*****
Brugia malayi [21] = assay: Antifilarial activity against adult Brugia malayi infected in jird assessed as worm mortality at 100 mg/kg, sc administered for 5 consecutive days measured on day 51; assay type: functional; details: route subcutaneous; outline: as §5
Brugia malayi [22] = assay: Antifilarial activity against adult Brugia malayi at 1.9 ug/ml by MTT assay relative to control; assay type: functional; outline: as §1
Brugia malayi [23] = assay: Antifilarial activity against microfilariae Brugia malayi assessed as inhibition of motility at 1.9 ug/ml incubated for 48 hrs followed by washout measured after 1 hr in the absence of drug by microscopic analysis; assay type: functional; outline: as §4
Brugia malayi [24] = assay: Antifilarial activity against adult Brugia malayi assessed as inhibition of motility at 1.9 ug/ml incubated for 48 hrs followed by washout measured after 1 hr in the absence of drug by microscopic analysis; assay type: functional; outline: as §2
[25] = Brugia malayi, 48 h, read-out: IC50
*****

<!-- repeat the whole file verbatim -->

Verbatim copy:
Brugia malayi [21] = assay: Antifilarial activity against adult Brugia malayi infected in jird assessed as worm mortality at 100 mg/kg, sc administered for 5 consecutive days measured on day 51; assay type: functional; details: route subcutaneous; outline: as §5
Brugia malayi [22] = assay: Antifilarial activity against adult Brugia malayi at 1.9 ug/ml by MTT assay relative to control; assay type: functional; outline: as §1
Brugia malayi [23] = assay: Antifilarial activity against microfilariae Brugia malayi assessed as inhibition of motility at 1.9 ug/ml incubated for 48 hrs followed by washout measured after 1 hr in the absence of drug by microscopic analysis; assay type: functional; outline: as §4
Brugia malayi [24] = assay: Antifilarial activity against adult Brugia malayi assessed as inhibition of motility at 1.9 ug/ml incubated for 48 hrs followed by washout measured after 1 hr in the absence of drug by microscopic analysis; assay type: functional; outline: as §2
[25] = Brugia malayi, 48 h, read-out: IC50